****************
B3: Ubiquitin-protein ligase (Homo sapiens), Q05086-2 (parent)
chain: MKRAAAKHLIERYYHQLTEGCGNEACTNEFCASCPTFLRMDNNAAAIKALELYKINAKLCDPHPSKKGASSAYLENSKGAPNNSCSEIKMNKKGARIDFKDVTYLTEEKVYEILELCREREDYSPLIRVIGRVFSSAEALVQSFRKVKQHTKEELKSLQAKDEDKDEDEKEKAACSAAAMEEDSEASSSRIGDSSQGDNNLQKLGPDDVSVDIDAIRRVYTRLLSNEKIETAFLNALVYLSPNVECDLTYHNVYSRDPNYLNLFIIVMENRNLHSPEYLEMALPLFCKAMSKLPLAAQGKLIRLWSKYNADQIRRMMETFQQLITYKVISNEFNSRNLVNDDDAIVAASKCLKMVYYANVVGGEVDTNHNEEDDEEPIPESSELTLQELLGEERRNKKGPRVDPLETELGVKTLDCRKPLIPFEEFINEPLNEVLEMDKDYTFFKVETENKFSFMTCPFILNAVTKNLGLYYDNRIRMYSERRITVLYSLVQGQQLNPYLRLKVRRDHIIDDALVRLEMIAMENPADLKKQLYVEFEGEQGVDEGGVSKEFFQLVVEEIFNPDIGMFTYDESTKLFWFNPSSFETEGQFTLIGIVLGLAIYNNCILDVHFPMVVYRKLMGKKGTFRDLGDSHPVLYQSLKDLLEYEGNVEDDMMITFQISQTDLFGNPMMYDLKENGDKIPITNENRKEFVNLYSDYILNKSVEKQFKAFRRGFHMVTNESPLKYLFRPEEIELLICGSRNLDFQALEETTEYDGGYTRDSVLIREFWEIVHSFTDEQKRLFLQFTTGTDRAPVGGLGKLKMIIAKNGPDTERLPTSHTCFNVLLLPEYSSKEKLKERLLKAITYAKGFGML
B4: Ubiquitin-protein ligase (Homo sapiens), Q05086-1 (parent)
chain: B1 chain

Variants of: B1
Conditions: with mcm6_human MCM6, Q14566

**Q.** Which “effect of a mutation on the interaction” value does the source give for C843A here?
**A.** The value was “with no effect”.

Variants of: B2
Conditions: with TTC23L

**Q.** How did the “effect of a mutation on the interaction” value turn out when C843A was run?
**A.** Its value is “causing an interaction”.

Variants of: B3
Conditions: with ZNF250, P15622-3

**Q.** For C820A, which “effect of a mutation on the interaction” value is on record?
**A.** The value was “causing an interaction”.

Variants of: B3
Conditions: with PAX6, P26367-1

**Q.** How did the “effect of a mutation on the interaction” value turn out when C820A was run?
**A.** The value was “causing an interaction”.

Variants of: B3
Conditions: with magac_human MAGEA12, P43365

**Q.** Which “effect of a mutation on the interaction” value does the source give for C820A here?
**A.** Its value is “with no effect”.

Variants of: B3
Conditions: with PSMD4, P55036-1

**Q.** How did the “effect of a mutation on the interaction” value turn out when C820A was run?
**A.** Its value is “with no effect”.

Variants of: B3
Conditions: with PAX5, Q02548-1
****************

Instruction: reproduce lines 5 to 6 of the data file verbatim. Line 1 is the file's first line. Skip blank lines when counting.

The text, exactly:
Variants of: B1
Conditions: with mcm6_human MCM6, Q14566